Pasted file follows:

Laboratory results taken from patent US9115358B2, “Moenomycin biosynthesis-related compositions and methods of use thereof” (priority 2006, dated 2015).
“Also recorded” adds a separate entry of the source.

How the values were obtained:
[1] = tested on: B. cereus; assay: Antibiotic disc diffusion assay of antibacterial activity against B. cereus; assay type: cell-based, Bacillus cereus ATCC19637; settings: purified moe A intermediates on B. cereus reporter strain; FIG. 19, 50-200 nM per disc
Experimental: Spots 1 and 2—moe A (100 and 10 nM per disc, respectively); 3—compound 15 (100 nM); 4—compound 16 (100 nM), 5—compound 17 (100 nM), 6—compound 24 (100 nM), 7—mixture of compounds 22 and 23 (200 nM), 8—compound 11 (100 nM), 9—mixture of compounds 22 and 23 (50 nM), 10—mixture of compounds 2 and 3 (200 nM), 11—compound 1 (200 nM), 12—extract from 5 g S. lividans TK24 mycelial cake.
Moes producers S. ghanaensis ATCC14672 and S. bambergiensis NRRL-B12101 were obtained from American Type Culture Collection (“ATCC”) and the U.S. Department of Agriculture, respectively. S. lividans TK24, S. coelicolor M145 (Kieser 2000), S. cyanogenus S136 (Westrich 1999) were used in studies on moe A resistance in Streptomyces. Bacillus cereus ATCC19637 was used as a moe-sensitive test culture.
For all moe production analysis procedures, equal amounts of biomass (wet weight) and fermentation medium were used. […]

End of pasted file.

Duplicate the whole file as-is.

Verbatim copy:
Laboratory results taken from patent US9115358B2, “Moenomycin biosynthesis-related compositions and methods of use thereof” (priority 2006, dated 2015).
“Also recorded” adds a separate entry of the source.

How the values were obtained:
[1] = tested on: B. cereus; assay: Antibiotic disc diffusion assay of antibacterial activity against B. cereus; assay type: cell-based, Bacillus cereus ATCC19637; settings: purified moe A intermediates on B. cereus reporter strain; FIG. 19, 50-200 nM per disc
Experimental: Spots 1 and 2—moe A (100 and 10 nM per disc, respectively); 3—compound 15 (100 nM); 4—compound 16 (100 nM), 5—compound 17 (100 nM), 6—compound 24 (100 nM), 7—mixture of compounds 22 and 23 (200 nM), 8—compound 11 (100 nM), 9—mixture of compounds 22 and 23 (50 nM), 10—mixture of compounds 2 and 3 (200 nM), 11—compound 1 (200 nM), 12—extract from 5 g S. lividans TK24 mycelial cake.
Moes producers S. ghanaensis ATCC14672 and S. bambergiensis NRRL-B12101 were obtained from American Type Culture Collection (“ATCC”) and the U.S. Department of Agriculture, respectively. S. lividans TK24, S. coelicolor M145 (Kieser 2000), S. cyanogenus S136 (Westrich 1999) were used in studies on moe A resistance in Streptomyces. Bacillus cereus ATCC19637 was used as a moe-sensitive test culture.
For all moe production analysis procedures, equal amounts of biomass (wet weight) and fermentation medium were used. […]